January is shaping up to be the new September for many large US companies to recall workers to long-deserted offices as thestumbles employers eager to standardize their operations.
On Tuesday, Google CEO Sundar Pichai announced an extension of the tech giant’s voluntary telecommuting policy from October 18 to January 10, 2022.
In an email to employees, Pichai said that although tens of thousands of Googlers are welcomed into company offices on a voluntary basis, “In many parts of the world, the pandemic continues to create disease. uncertainty”.
Given these varying conditions, Pichai said the company is extending its period of voluntary homework until January 10, 2022.
“After January 10, we will allow countries and locations to determine when to end voluntary homework based on local conditions, which vary widely from office to office,” Pichai said. “To make sure everyone has enough time to plan, you’ll have a 30-day warning before you come back to the office.”
The company employs some 135,000 people, headquartered in Mountain View, California, and satellite offices employ thousands of people in New York City and other major shopping centers.
Auto maker Ford is also delaying its return to the office. The company recently announced that some workers will continue to work remotely until at least January 2022. Ford has said it will explore hybrid arrangements – including office work – in the new year, according to the state of the virus.
“As we continue to prepare our non-site dependent team members for the transition to a hybrid work model, the state of the COVID-19 virus remains very fluid and therefore we are adjusting the start of our hybrid work regime to earlier in January. 2022, “Ford said in a statement to CBS News.” In the meantime, we will continue to monitor the virus and as conditions improve, explore opportunities for team members to return to the site for collaborate and work as a team. “
Apple has also delayed the planned return of workers to its offices until 2022 at the earliest due to the latest increase in COVID-19 cases, according to reports. The iPhone maker told employees in a memo that a return would not take place until at least January, Bloomberg reported.
“The road to recover will be winding”
This is the second time the Cupertino, Calif.-Based company has pushed back its in-person work schedule, after initially delaying a planned return in September.. CEO Tim Cook acknowledged that “the road to recovery will be winding” during a conference call this month.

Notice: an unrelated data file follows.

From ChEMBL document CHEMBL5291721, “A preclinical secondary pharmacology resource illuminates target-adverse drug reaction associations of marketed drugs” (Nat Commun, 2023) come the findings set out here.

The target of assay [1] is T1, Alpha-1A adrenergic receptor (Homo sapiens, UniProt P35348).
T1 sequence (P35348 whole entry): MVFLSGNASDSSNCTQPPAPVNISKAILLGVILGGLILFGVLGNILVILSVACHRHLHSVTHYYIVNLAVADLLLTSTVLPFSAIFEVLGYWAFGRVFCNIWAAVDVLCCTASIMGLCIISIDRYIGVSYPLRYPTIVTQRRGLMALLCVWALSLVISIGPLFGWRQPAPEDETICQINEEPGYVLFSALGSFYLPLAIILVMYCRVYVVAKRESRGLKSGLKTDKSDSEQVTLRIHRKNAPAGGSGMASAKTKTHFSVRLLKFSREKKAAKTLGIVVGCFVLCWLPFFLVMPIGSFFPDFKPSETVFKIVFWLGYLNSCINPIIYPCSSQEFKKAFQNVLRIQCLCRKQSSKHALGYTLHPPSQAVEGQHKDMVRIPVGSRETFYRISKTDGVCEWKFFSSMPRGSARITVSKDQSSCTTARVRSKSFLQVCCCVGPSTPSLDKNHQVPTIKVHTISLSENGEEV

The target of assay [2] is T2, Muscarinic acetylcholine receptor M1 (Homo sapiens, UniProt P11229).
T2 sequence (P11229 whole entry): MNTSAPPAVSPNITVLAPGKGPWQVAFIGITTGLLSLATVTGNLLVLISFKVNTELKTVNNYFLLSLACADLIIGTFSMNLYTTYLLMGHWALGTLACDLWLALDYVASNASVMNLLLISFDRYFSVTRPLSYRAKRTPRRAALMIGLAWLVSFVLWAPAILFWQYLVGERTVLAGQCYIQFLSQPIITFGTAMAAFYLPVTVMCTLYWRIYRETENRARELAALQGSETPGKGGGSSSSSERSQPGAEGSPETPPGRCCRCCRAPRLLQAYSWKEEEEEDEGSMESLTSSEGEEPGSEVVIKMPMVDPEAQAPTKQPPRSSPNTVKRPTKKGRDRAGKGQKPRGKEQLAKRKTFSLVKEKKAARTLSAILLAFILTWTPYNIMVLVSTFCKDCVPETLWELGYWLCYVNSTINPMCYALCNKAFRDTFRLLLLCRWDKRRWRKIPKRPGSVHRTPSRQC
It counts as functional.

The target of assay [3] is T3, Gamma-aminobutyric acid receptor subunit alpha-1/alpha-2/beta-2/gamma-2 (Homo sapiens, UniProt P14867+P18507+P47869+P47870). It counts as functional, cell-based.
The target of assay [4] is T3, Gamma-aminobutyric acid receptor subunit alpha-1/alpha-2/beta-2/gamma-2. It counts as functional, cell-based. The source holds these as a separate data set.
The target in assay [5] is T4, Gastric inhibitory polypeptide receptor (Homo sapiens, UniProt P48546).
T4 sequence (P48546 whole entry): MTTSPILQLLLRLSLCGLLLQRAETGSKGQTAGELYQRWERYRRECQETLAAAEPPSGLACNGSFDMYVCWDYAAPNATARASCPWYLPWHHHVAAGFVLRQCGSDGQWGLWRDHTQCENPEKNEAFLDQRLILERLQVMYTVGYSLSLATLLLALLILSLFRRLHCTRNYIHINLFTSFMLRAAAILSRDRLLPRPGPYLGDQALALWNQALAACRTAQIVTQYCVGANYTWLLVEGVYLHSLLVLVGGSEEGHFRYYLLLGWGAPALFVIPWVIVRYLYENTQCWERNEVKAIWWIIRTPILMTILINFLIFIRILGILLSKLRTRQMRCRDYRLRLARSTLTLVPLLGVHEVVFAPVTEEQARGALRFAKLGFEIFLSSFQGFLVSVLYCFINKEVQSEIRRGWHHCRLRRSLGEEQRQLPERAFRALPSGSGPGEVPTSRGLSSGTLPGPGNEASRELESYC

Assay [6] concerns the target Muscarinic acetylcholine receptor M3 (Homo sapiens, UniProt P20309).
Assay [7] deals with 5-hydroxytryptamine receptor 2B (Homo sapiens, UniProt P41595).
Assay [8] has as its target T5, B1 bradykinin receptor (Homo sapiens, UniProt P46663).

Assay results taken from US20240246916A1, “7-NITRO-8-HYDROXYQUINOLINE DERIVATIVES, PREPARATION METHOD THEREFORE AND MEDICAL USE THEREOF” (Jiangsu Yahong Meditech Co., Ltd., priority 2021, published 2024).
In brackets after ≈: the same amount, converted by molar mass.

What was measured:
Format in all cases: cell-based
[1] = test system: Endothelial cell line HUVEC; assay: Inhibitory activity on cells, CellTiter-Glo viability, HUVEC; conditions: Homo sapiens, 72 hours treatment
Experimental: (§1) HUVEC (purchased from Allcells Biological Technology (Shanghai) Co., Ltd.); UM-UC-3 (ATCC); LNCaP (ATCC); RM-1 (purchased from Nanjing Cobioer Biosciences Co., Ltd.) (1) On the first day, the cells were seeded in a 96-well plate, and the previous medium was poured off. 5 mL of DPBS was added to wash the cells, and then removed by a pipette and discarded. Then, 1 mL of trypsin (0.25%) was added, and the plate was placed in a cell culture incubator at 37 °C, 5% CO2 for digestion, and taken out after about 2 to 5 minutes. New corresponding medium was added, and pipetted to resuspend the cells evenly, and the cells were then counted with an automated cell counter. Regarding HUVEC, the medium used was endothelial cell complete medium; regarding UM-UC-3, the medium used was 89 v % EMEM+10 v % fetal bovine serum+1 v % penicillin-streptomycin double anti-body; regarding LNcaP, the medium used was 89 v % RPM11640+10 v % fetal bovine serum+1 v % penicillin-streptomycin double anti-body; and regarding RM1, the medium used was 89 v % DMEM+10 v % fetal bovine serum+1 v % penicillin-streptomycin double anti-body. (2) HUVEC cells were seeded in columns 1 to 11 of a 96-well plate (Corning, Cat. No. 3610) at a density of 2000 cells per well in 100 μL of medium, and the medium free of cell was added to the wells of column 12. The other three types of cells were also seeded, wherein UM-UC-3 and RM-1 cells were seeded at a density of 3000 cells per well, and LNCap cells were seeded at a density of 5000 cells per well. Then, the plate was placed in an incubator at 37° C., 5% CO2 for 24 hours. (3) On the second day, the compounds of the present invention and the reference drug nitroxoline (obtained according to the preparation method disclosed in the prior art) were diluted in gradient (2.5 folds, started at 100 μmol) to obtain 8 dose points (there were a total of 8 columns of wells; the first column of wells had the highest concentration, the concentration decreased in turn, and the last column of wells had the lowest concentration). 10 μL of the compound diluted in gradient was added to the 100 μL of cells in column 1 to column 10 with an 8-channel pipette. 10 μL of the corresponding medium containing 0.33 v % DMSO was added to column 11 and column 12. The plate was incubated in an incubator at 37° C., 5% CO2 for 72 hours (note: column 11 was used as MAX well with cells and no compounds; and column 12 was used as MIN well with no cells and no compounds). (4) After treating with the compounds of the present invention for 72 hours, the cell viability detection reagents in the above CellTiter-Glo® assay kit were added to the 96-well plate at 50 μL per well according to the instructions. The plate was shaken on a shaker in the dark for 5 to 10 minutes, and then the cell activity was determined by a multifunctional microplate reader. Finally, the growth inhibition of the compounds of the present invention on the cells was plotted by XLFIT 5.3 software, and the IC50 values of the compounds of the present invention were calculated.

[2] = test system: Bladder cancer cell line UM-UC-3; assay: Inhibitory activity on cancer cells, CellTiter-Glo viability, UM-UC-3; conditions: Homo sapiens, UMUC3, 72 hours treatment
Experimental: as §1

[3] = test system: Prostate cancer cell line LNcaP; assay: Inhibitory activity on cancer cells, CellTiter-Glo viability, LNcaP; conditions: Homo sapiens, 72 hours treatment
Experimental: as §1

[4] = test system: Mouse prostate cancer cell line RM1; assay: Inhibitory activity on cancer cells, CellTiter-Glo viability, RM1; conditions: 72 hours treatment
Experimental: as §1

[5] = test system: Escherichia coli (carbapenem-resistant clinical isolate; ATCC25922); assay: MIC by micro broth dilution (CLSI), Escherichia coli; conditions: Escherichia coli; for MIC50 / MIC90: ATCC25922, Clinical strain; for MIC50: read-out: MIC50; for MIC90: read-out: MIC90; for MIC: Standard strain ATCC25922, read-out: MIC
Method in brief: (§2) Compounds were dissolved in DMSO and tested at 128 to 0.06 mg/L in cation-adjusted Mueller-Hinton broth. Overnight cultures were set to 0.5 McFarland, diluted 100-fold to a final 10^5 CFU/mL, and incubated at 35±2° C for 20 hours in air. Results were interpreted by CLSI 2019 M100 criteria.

According to Bloomberg, Apple employees will be alerted a month before they have to return to the office. They will need to work in the office at least three days a week, with the option to work remotely on Wednesdays and Fridays, Bloomberg said. Apple did not immediately respond to CBS MoneyWatch’s request for comment.
Apple is hardly alone. Tech companies large and small are pushing back face-to-face work, citing uncertainty as coronavirus cases rise nationwide.
Lyft, which had planned to return workers to its San Francisco headquarters next month, is now delaying their return “until we are clear,” citing uncertainty caused by the latest wave of coronavirus. The ridesharing company does not expect its nearly 5,000 company employees to return to their offices until February 2, 2022 at the earliest.
“We expect the COVID situation to remain fluid over the next few months, which will prevent us from getting a clear return date without the possibility of moving it again,” said Logan Green, CEO and co-founder of Lyft, in a post. to employees.
The company is extending the six-month work-from-home period “to provide a several-week buffer after winter break for team members to settle into their assigned offices,” according to Green.
Circle distant calendar dates
The DoorDash online food delivery platform also commits to working remotely for the remainder of the calendar year. After that, the company will switch its nearly 6,000 company employees to hybrid work starting in January 2022, with a few days spent each week at its San Francisco headquarters and other days spent working remotely. .
“We intentionally chose 2022 for our return to work plan to meet employees where they are,” a spokesperson told CBS MoneyWatch.
Amazon, which previously set a September 7 return date, said Thursday that technical and corporate employees are now expected to report to its U.S. offices on January 3, 2022. The e-commerce company does not require employees be vaccinated against the virus, but will require those who are not vaccinated to wear masks in the office.